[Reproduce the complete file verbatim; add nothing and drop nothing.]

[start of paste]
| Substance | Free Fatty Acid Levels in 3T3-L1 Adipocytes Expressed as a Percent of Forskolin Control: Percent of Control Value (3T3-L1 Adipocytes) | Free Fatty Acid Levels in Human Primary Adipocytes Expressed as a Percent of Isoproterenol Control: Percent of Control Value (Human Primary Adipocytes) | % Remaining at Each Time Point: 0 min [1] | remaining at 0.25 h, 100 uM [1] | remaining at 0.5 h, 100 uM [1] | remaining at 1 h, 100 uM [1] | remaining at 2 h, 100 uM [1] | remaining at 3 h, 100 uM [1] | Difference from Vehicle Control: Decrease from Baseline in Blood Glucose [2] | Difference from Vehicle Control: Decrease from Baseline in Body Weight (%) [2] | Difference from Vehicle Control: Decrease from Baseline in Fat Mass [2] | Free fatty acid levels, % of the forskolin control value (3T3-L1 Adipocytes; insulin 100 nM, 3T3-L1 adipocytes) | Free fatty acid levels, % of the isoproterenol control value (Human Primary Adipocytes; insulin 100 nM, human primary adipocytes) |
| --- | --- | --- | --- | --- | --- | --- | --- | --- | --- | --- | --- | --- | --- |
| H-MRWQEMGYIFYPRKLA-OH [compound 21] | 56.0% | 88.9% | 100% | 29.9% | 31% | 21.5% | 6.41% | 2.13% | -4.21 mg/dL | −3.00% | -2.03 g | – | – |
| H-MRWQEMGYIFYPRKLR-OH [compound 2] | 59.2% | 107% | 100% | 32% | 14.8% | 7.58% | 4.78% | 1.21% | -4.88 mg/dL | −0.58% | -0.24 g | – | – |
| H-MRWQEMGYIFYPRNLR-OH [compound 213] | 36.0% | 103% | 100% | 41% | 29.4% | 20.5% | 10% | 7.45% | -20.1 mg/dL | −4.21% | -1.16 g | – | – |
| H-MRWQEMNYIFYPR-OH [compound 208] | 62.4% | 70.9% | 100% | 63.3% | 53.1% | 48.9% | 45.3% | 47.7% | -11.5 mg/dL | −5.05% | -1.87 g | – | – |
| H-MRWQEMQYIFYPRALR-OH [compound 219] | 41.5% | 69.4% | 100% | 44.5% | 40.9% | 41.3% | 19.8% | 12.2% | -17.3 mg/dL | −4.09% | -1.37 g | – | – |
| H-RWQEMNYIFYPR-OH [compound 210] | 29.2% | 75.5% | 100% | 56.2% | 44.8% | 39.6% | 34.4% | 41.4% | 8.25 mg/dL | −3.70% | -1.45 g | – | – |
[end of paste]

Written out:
| Substance | Free Fatty Acid Levels in 3T3-L1 Adipocytes Expressed as a Percent of Forskolin Control: Percent of Control Value (3T3-L1 Adipocytes) | Free Fatty Acid Levels in Human Primary Adipocytes Expressed as a Percent of Isoproterenol Control: Percent of Control Value (Human Primary Adipocytes) | % Remaining at Each Time Point: 0 min [1] | remaining at 0.25 h, 100 uM [1] | remaining at 0.5 h, 100 uM [1] | remaining at 1 h, 100 uM [1] | remaining at 2 h, 100 uM [1] | remaining at 3 h, 100 uM [1] | Difference from Vehicle Control: Decrease from Baseline in Blood Glucose [2] | Difference from Vehicle Control: Decrease from Baseline in Body Weight (%) [2] | Difference from Vehicle Control: Decrease from Baseline in Fat Mass [2] | Free fatty acid levels, % of the forskolin control value (3T3-L1 Adipocytes; insulin 100 nM, 3T3-L1 adipocytes) | Free fatty acid levels, % of the isoproterenol control value (Human Primary Adipocytes; insulin 100 nM, human primary adipocytes) |
| --- | --- | --- | --- | --- | --- | --- | --- | --- | --- | --- | --- | --- | --- |
| H-MRWQEMGYIFYPRKLA-OH [compound 21] | 56.0% | 88.9% | 100% | 29.9% | 31% | 21.5% | 6.41% | 2.13% | -4.21 mg/dL | −3.00% | -2.03 g | – | – |
| H-MRWQEMGYIFYPRKLR-OH [compound 2] | 59.2% | 107% | 100% | 32% | 14.8% | 7.58% | 4.78% | 1.21% | -4.88 mg/dL | −0.58% | -0.24 g | – | – |
| H-MRWQEMGYIFYPRNLR-OH [compound 213] | 36.0% | 103% | 100% | 41% | 29.4% | 20.5% | 10% | 7.45% | -20.1 mg/dL | −4.21% | -1.16 g | – | – |
| H-MRWQEMNYIFYPR-OH [compound 208] | 62.4% | 70.9% | 100% | 63.3% | 53.1% | 48.9% | 45.3% | 47.7% | -11.5 mg/dL | −5.05% | -1.87 g | – | – |
| H-MRWQEMQYIFYPRALR-OH [compound 219] | 41.5% | 69.4% | 100% | 44.5% | 40.9% | 41.3% | 19.8% | 12.2% | -17.3 mg/dL | −4.09% | -1.37 g | – | – |
| H-RWQEMNYIFYPR-OH [compound 210] | 29.2% | 75.5% | 100% | 56.2% | 44.8% | 39.6% | 34.4% | 41.4% | 8.25 mg/dL | −3.70% | -1.45 g | – | – |